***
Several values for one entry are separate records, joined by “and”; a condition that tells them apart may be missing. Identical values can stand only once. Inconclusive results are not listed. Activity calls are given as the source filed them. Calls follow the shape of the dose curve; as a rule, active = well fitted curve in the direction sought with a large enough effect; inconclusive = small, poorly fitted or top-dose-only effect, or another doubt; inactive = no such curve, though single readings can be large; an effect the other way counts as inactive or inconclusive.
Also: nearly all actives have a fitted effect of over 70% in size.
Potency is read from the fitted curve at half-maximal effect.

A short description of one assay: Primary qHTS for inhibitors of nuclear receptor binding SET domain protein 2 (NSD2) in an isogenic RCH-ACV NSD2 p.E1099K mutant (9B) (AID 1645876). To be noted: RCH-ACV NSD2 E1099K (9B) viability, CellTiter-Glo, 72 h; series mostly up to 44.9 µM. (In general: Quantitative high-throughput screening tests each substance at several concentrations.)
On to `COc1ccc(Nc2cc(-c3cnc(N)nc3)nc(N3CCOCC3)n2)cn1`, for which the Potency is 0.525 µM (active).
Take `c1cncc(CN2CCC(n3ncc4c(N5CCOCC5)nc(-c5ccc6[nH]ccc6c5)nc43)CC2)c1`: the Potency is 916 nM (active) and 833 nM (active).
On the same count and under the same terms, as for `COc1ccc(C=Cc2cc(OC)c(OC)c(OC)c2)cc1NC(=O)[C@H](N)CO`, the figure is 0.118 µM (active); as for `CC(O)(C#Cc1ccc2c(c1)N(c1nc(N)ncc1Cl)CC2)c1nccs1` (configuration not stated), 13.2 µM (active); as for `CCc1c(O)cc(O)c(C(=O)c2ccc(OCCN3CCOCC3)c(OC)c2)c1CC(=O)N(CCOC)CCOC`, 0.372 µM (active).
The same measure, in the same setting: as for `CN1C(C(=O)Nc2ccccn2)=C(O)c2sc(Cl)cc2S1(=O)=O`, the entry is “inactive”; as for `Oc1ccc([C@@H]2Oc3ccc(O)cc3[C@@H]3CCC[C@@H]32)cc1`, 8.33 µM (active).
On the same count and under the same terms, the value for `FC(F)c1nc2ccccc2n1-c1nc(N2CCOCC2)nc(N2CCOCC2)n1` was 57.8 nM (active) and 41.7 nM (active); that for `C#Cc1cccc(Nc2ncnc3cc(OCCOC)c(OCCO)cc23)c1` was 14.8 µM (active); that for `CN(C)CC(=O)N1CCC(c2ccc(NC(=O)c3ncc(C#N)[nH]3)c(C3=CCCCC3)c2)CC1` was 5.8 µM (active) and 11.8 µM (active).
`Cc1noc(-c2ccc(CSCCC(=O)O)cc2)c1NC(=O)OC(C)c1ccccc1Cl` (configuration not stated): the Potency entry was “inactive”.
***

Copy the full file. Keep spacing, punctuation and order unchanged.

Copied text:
Several values for one entry are separate records, joined by “and”; a condition that tells them apart may be missing. Identical values can stand only once. Inconclusive results are not listed. Activity calls are given as the source filed them. Calls follow the shape of the dose curve; as a rule, active = well fitted curve in the direction sought with a large enough effect; inconclusive = small, poorly fitted or top-dose-only effect, or another doubt; inactive = no such curve, though single readings can be large; an effect the other way counts as inactive or inconclusive.
Also: nearly all actives have a fitted effect of over 70% in size.
Potency is read from the fitted curve at half-maximal effect.

A short description of one assay: Primary qHTS for inhibitors of nuclear receptor binding SET domain protein 2 (NSD2) in an isogenic RCH-ACV NSD2 p.E1099K mutant (9B) (AID 1645876). To be noted: RCH-ACV NSD2 E1099K (9B) viability, CellTiter-Glo, 72 h; series mostly up to 44.9 µM. (In general: Quantitative high-throughput screening tests each substance at several concentrations.)
On to `COc1ccc(Nc2cc(-c3cnc(N)nc3)nc(N3CCOCC3)n2)cn1`, for which the Potency is 0.525 µM (active).
Take `c1cncc(CN2CCC(n3ncc4c(N5CCOCC5)nc(-c5ccc6[nH]ccc6c5)nc43)CC2)c1`: the Potency is 916 nM (active) and 833 nM (active).
On the same count and under the same terms, as for `COc1ccc(C=Cc2cc(OC)c(OC)c(OC)c2)cc1NC(=O)[C@H](N)CO`, the figure is 0.118 µM (active); as for `CC(O)(C#Cc1ccc2c(c1)N(c1nc(N)ncc1Cl)CC2)c1nccs1` (configuration not stated), 13.2 µM (active); as for `CCc1c(O)cc(O)c(C(=O)c2ccc(OCCN3CCOCC3)c(OC)c2)c1CC(=O)N(CCOC)CCOC`, 0.372 µM (active).
The same measure, in the same setting: as for `CN1C(C(=O)Nc2ccccn2)=C(O)c2sc(Cl)cc2S1(=O)=O`, the entry is “inactive”; as for `Oc1ccc([C@@H]2Oc3ccc(O)cc3[C@@H]3CCC[C@@H]32)cc1`, 8.33 µM (active).
On the same count and under the same terms, the value for `FC(F)c1nc2ccccc2n1-c1nc(N2CCOCC2)nc(N2CCOCC2)n1` was 57.8 nM (active) and 41.7 nM (active); that for `C#Cc1cccc(Nc2ncnc3cc(OCCOC)c(OCCO)cc23)c1` was 14.8 µM (active); that for `CN(C)CC(=O)N1CCC(c2ccc(NC(=O)c3ncc(C#N)[nH]3)c(C3=CCCCC3)c2)CC1` was 5.8 µM (active) and 11.8 µM (active).
`Cc1noc(-c2ccc(CSCCC(=O)O)cc2)c1NC(=O)OC(C)c1ccccc1Cl` (configuration not stated): the Potency entry was “inactive”.